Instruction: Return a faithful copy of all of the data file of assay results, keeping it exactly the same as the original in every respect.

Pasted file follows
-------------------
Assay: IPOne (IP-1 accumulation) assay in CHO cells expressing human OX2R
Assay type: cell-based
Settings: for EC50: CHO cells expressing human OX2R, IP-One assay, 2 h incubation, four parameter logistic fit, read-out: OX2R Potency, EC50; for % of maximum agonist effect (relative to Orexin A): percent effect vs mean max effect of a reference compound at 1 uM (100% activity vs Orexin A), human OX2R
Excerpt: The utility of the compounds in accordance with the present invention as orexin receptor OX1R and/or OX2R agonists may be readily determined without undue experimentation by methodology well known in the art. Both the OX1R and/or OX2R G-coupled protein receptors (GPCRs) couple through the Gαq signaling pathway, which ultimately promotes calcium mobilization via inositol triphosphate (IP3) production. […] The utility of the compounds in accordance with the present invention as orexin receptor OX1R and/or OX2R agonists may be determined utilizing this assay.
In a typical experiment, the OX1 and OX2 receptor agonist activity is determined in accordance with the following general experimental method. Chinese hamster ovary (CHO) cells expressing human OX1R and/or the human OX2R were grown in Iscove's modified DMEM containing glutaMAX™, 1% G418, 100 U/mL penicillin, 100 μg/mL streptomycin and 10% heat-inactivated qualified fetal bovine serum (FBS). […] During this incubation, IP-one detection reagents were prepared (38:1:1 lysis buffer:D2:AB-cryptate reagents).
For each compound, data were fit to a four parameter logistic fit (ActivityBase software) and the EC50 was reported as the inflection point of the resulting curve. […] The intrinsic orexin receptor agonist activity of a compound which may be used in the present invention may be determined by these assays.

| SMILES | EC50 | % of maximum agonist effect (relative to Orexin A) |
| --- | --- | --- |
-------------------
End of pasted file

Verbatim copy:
Assay: IPOne (IP-1 accumulation) assay in CHO cells expressing human OX2R
Assay type: cell-based
Settings: for EC50: CHO cells expressing human OX2R, IP-One assay, 2 h incubation, four parameter logistic fit, read-out: OX2R Potency, EC50; for % of maximum agonist effect (relative to Orexin A): percent effect vs mean max effect of a reference compound at 1 uM (100% activity vs Orexin A), human OX2R
Excerpt: The utility of the compounds in accordance with the present invention as orexin receptor OX1R and/or OX2R agonists may be readily determined without undue experimentation by methodology well known in the art. Both the OX1R and/or OX2R G-coupled protein receptors (GPCRs) couple through the Gαq signaling pathway, which ultimately promotes calcium mobilization via inositol triphosphate (IP3) production. […] The utility of the compounds in accordance with the present invention as orexin receptor OX1R and/or OX2R agonists may be determined utilizing this assay.
In a typical experiment, the OX1 and OX2 receptor agonist activity is determined in accordance with the following general experimental method. Chinese hamster ovary (CHO) cells expressing human OX1R and/or the human OX2R were grown in Iscove's modified DMEM containing glutaMAX™, 1% G418, 100 U/mL penicillin, 100 μg/mL streptomycin and 10% heat-inactivated qualified fetal bovine serum (FBS). […] During this incubation, IP-one detection reagents were prepared (38:1:1 lysis buffer:D2:AB-cryptate reagents).
For each compound, data were fit to a four parameter logistic fit (ActivityBase software) and the EC50 was reported as the inflection point of the resulting curve. […] The intrinsic orexin receptor agonist activity of a compound which may be used in the present invention may be determined by these assays.

| SMILES | EC50 | % of maximum agonist effect (relative to Orexin A) |
| --- | --- | --- |